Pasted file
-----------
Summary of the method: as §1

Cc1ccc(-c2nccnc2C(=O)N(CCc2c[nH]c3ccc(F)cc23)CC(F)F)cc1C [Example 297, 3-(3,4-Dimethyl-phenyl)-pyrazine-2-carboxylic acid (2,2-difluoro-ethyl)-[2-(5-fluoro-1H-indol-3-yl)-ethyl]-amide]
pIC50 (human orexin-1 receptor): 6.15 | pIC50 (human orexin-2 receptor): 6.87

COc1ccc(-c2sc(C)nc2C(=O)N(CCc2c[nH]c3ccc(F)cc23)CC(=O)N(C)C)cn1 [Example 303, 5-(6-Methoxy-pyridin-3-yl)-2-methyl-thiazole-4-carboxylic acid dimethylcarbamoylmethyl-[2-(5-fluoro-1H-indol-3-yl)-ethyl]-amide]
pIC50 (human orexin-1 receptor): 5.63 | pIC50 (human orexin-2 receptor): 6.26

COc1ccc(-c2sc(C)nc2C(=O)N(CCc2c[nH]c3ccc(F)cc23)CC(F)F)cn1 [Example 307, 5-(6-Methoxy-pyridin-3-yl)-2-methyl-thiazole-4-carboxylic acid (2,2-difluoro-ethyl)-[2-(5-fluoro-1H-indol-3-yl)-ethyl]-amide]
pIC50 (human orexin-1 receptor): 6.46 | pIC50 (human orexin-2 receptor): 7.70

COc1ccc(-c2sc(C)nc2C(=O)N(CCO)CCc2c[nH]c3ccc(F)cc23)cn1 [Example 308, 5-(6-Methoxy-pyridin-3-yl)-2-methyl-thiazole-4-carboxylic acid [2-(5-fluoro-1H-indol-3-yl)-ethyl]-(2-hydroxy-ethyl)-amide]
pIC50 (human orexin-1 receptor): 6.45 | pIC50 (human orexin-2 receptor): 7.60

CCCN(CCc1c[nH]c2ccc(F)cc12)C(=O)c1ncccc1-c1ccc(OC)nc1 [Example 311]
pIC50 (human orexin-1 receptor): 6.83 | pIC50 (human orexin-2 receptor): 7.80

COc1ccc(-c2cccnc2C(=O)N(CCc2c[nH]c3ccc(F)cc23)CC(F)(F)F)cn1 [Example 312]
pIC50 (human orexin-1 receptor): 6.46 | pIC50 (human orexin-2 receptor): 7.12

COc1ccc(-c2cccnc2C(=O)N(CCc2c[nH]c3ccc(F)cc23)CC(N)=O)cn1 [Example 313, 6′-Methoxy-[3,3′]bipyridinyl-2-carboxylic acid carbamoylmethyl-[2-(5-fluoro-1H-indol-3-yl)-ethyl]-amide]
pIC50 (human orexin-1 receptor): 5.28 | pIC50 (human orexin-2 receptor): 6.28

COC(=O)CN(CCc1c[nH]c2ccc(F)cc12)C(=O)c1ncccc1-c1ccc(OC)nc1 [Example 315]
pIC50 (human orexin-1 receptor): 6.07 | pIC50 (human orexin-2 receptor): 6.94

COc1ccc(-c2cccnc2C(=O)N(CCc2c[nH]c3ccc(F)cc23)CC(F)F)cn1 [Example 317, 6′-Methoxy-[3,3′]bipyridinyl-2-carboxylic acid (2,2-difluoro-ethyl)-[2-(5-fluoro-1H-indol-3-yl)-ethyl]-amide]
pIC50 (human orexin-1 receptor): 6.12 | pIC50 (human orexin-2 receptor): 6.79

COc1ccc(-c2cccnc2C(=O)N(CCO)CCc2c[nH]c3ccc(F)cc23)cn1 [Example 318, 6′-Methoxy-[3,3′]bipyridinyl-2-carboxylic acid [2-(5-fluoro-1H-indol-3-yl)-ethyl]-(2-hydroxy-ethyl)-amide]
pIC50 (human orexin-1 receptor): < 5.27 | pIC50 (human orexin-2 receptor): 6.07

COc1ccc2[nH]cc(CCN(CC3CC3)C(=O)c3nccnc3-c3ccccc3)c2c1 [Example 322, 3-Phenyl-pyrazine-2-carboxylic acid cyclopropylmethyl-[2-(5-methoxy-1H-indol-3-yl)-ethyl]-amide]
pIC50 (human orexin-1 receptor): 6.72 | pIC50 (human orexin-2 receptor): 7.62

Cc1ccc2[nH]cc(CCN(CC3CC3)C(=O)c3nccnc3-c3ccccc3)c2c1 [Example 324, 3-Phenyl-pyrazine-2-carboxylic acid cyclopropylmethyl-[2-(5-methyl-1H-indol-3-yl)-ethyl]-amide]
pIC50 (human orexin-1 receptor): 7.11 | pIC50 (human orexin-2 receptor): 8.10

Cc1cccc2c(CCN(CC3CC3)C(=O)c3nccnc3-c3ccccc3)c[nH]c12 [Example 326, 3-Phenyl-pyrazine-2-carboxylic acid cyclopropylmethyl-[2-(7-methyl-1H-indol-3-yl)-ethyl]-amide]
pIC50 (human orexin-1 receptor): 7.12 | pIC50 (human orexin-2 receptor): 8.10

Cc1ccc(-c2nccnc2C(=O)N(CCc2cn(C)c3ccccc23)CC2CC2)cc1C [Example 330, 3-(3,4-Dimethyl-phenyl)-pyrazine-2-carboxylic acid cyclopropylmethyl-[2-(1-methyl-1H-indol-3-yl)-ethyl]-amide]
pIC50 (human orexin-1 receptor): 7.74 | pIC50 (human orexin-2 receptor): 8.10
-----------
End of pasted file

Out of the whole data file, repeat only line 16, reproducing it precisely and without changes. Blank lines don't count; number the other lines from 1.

COC(=O)CN(CCc1c[nH]c2ccc(F)cc12)C(=O)c1ncccc1-c1ccc(OC)nc1 [Example 315]